Supporting BGP Backup Paths in NX-OS

Author
Carole Warner Reece
Architect

I have been looking at using a service provider MPLS VPN to back up an enterprise MAN connections where the core routers are Nexus 7000s (N7Ks).

Basic Premise

An organization called Gamma has two main sites, DC and HQ, in the same city. The two divisions are in different buildings connected with a 10GE fiber and EIGRP. They use Nexus 7000s (N7Ks) as the core devices, and one N7K at each of the main sites is a BGP peer with the service provider to provide a backup path to the 10GE fiber link. The DC-02 and HQ-02 routers each send an aggregate address for it’s site subnets to the SP.

Gamma uses the 10GE link as the primary path between their sites. Gamma has been supporting this preference by simply using the more EIGRP specific routes over the BGP summaries.
2013_02_12_nx-os-bgp-backdoor

However, as the number of networks at each site has grown, now Gamma wants to summarize the networks between each site with EIGRP summary addresses to reduce the complexity and length of the routing table. They would still like to use BGP with the service provider to back up the 10GE fiber link. The issue is the internal EIGRP summary route has a distance of 90, while the external BGP route has a distance of 20.

Typical Process

In Cisco IOS, this issue is easily overcome with the network address backdoor command in BGP. Here is a quick recap of BGP backup networks: The network address backdoor command can be used under the BGP routing process to mark routes received from BGP as ‘back-up’ routes to the same routes received from an IGP process. The backdoor BGP routes will be treated as a locally assigned network, except BGP updates do not advertise this network. The result is that if a router learns a backdoor route from both BGP and an IGP, the IGP route will be placed in the routing table even though it has a higher admin distance.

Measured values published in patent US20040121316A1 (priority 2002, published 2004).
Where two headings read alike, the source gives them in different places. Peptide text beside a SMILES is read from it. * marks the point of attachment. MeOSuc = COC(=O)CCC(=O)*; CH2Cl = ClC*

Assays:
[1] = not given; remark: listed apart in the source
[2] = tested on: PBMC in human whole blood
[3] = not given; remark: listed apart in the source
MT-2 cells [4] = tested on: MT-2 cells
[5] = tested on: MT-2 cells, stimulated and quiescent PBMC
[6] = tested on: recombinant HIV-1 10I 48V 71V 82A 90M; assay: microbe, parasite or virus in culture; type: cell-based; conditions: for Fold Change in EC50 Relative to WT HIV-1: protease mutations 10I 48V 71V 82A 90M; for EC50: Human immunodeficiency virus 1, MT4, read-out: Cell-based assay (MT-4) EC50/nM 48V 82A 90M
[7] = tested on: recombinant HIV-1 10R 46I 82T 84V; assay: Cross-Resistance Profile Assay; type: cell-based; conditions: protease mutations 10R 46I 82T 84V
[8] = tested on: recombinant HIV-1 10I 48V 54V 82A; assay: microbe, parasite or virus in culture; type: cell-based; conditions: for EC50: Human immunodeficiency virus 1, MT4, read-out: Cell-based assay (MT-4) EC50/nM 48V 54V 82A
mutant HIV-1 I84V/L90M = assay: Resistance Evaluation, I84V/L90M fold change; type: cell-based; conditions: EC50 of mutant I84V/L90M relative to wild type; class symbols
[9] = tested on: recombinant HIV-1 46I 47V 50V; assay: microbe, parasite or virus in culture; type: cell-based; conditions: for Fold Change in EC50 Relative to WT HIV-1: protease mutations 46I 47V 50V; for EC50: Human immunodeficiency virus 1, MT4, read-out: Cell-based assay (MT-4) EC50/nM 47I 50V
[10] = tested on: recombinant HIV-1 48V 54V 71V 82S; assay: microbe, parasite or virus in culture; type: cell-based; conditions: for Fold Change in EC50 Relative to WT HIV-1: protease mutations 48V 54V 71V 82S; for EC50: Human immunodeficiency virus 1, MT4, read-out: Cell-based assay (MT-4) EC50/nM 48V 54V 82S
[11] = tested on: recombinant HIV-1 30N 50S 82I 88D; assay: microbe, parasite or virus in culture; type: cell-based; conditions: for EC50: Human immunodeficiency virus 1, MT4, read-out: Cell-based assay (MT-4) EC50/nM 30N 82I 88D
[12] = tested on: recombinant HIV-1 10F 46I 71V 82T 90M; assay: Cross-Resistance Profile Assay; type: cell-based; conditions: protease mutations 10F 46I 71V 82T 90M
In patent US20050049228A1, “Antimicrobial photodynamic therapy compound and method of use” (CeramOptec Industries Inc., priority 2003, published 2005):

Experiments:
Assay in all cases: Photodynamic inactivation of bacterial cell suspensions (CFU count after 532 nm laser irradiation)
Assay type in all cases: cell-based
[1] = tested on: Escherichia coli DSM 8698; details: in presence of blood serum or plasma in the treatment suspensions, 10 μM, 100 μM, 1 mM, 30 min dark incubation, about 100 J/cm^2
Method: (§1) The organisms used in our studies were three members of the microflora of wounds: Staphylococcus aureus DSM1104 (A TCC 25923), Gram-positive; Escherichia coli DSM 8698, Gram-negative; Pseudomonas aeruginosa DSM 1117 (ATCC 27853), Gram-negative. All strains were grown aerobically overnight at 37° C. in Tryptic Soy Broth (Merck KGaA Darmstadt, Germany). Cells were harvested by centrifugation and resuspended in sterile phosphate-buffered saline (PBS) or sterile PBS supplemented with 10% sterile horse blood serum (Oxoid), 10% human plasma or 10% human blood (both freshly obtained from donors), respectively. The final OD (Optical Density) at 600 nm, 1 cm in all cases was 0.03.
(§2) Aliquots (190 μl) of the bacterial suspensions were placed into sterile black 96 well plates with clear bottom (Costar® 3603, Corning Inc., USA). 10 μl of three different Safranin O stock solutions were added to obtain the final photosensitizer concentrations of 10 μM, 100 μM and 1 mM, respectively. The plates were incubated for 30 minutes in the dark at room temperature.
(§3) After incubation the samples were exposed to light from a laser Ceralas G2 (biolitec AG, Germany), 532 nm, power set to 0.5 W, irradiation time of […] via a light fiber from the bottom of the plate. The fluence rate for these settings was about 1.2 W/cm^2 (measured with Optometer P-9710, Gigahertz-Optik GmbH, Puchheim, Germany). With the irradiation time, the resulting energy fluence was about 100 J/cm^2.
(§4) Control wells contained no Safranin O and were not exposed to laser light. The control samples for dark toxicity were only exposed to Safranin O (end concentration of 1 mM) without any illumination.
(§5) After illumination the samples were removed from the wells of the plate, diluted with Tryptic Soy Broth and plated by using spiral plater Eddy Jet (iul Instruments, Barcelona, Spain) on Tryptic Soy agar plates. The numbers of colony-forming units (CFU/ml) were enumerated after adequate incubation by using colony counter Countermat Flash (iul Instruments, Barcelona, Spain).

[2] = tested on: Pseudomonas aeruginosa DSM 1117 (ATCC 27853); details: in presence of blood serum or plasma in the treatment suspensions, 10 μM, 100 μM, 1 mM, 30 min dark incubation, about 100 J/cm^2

With the network backdoor under IOS, the BGP table would look like this:

HQ-02# sh ip bgp
BGP table version is 43, local router ID is 10.13.24.1
Status codes: s suppressed, d damped, h history, * valid, > best, i - internal,
 r RIB-failure, S Stale
Origin codes: i - IGP, e - EGP, ? - incomplete

 Network          Next Hop           Metric LocPrf Weight Path
r> 10.12.0.0/16    192.168.203.165                       0 64323 64666 i
r  10.13.0.0/16    192.168.203.165                       0 64323 64666 i
r>                 0.0.0.0                            32768 i
HQ-02#

NX-OS Complication

However, NX-OS does not currently support the network address backdoor command. Since some organizations may want to use N7K as their enterprise core, I thought I would describe another way to support BGP as a backup route that works in NX-OS.

My plan to support the BGP as a back up route is to use the distance command under one of the routing process. Since Gamma only has two devices running BGP, and many more running EIGRP, it makes most sense to adjust the distance on the two BGP processes.

Also, Cisco already tweaks the admin distance in NX-OS:

Route Source Default Distance – IOS Default Distance – NX-OS
Connected Interface 0 0
EIGRP Summary Route 5 5
External BGP 20 20
Internal EIGRP 90 90
External EIGRP 170 170
Internal BGP 200 200
Local BGP 200 220

Configuration Updates for Gamma

Since the Gamma BGP routers are already redistributing BGP routes into EIGRP, Gamma decides to set the external BGP distance to 165. This value will be greater than the internal EIGRP admin distance of 90. (The EIGRP summary route for the remote division will appear as an EIGRP internal route on the HQ and DC routers.) The 165 value for the BGP route will be lower than the redistributed BGP route, which has an admin distance of 170.